A new paradigm of Anderson localization caused by correlations in the long-range hopping along with uncorrelated on-site disorder is considered which requires a more precise formulation of the basic localization-delocalization principles. A new class of random Hamiltonians with translation- invariant hopping integrals is suggested and the localization properties of such models are established both in the coordinate and in the momentum spaces alongside with the corresponding level statistics. Duality of translation-invariant models in the momentum and coordinate space is uncovered and exploited to find a full localization-delocalization phase diagram for such models. The crucial role of the spectral properties of hopping matrix is established and a new matrix inversion trick is suggested to generate a one-parameter family of equivalent localization- delocalization problems. Optimization over the free parameter in such a transformation together with the localization-delocalization principles allows us to establish exact bounds for the localized and ergodic states in long-range hopping models. When applied to the random matrix models with deterministic power-law hopping this transformation allows to confirm localization of states at all values of the exponent in power-law hopping and to prove analytically the symmetry of the exponent in the power-law localized wave functions.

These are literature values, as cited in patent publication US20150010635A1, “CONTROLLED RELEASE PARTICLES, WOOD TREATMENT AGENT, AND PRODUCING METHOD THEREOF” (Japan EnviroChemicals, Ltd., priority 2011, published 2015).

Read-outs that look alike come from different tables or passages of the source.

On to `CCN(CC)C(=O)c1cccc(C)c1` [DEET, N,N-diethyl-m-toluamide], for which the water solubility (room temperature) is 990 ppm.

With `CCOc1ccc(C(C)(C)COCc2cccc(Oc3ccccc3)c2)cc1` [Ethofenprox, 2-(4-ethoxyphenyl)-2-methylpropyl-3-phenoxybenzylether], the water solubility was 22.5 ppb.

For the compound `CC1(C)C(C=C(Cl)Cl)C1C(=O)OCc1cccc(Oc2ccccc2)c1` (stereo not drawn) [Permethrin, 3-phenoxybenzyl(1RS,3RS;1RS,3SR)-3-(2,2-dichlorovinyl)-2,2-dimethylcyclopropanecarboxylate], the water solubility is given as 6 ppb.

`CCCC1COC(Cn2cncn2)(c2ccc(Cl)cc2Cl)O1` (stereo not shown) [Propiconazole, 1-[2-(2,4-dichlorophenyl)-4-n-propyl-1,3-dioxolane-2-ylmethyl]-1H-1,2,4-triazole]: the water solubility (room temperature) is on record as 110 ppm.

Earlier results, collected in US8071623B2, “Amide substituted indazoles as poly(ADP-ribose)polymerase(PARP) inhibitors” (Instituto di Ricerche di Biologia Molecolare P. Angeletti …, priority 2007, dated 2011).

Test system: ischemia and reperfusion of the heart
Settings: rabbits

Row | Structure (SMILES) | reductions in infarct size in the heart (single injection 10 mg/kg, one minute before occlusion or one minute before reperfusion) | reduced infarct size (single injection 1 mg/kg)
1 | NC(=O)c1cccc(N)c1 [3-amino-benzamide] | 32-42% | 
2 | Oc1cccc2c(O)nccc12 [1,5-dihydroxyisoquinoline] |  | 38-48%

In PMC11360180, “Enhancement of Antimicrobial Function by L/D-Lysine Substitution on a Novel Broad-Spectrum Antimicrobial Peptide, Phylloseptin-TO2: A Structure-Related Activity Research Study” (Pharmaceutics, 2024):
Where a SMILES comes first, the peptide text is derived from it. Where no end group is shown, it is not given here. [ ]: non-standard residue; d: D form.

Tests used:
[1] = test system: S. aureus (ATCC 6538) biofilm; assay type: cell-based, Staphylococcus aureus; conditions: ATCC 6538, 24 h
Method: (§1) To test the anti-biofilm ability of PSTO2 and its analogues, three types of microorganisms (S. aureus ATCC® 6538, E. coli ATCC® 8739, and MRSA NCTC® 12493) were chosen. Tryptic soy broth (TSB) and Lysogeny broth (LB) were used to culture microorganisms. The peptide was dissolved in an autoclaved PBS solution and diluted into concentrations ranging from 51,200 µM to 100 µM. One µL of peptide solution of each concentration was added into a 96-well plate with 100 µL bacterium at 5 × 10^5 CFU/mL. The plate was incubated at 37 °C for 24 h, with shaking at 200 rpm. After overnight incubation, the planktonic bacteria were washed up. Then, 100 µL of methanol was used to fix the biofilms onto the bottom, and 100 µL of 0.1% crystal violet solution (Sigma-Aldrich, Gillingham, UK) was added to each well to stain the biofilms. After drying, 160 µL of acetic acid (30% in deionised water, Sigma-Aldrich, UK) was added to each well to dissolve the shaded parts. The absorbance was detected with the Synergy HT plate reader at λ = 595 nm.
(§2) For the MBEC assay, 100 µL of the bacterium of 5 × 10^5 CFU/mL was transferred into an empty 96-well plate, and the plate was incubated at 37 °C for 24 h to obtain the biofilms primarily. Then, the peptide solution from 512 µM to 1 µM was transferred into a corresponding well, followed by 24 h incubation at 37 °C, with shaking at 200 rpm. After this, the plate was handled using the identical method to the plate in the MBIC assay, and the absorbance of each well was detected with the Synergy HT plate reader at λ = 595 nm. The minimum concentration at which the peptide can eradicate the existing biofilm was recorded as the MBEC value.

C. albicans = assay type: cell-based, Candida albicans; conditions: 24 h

Phys. Rev. B 99, 104203 (2019)

Many-Body Localization Dynamics from Gauge Invariance
Marlon Brenes, Marcello Dalmonte, Markus Heyl, Antonello Scardicchio

We show how lattice gauge theories can display many-body localization dynamics in the absence of disorder. Our starting point is the observation that, for some generic translationally invariant states, the Gauss law effectively induces a dynamics which can be described as a disorder average over gauge superselection sectors. We carry out extensive exact simulations on the real- time dynamics of a lattice Schwinger model, describing the coupling between U(1) gauge fields and staggered fermions. Our results show how memory effects and slow, double-logarithmic entanglement growth are present in a broad regime of parameters-in particular, for sufficiently large interactions. These findings are immediately relevant to cold atoms and trapped ion experiments realizing dynamical gauge fields and suggest a new and universal link between confinement and entanglement dynamics in the many-body localized phase of lattice models.

Phys. Rev. Lett. 120, 030601 (2018)

Interactions and Mobility Edges: Observing the Generalized Aubry-André Model
F. A. An, K. Padavić, E. J. Meier, S. Hegde, S. Ganeshan, J. H. Pixley, S. Vishveshwara, and B. Gadway